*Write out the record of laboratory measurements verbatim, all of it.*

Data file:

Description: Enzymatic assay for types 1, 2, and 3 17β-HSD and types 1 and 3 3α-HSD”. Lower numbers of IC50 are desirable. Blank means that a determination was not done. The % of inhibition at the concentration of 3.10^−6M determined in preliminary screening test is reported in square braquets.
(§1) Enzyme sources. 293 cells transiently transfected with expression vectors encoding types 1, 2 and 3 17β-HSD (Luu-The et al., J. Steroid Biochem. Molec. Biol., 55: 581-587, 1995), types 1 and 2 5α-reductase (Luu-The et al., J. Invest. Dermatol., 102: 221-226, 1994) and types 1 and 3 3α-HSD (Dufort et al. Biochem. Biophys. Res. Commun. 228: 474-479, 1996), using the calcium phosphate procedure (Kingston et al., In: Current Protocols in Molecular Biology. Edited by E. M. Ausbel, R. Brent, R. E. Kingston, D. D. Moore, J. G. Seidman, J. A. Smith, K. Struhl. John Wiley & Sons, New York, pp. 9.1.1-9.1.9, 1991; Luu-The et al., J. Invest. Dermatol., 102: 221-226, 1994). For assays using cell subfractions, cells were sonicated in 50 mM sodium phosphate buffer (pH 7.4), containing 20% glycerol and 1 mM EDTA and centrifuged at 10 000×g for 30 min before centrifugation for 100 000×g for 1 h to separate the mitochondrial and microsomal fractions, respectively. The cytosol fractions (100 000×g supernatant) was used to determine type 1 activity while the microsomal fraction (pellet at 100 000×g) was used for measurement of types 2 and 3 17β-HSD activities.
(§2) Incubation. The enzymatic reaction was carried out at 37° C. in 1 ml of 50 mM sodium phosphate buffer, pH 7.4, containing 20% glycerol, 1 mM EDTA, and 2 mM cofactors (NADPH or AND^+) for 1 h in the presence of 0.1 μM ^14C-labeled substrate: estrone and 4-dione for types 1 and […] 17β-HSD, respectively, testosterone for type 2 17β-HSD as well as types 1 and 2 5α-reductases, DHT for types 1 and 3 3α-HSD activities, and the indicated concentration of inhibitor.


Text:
Description: Enzymatic assay for types 1, 2, and 3 17β-HSD and types 1 and 3 3α-HSD”. Lower numbers of IC50 are desirable. Blank means that a determination was not done. The % of inhibition at the concentration of 3.10^−6M determined in preliminary screening test is reported in square braquets.
(§1) Enzyme sources. 293 cells transiently transfected with expression vectors encoding types 1, 2 and 3 17β-HSD (Luu-The et al., J. Steroid Biochem. Molec. Biol., 55: 581-587, 1995), types 1 and 2 5α-reductase (Luu-The et al., J. Invest. Dermatol., 102: 221-226, 1994) and types 1 and 3 3α-HSD (Dufort et al. Biochem. Biophys. Res. Commun. 228: 474-479, 1996), using the calcium phosphate procedure (Kingston et al., In: Current Protocols in Molecular Biology. Edited by E. M. Ausbel, R. Brent, R. E. Kingston, D. D. Moore, J. G. Seidman, J. A. Smith, K. Struhl. John Wiley & Sons, New York, pp. 9.1.1-9.1.9, 1991; Luu-The et al., J. Invest. Dermatol., 102: 221-226, 1994). For assays using cell subfractions, cells were sonicated in 50 mM sodium phosphate buffer (pH 7.4), containing 20% glycerol and 1 mM EDTA and centrifuged at 10 000×g for 30 min before centrifugation for 100 000×g for 1 h to separate the mitochondrial and microsomal fractions, respectively. The cytosol fractions (100 000×g supernatant) was used to determine type 1 activity while the microsomal fraction (pellet at 100 000×g) was used for measurement of types 2 and 3 17β-HSD activities.
(§2) Incubation. The enzymatic reaction was carried out at 37° C. in 1 ml of 50 mM sodium phosphate buffer, pH 7.4, containing 20% glycerol, 1 mM EDTA, and 2 mM cofactors (NADPH or AND^+) for 1 h in the presence of 0.1 μM ^14C-labeled substrate: estrone and 4-dione for types 1 and […] 17β-HSD, respectively, testosterone for type 2 17β-HSD as well as types 1 and 2 5α-reductases, DHT for types 1 and 3 3α-HSD activities, and the indicated concentration of inhibitor.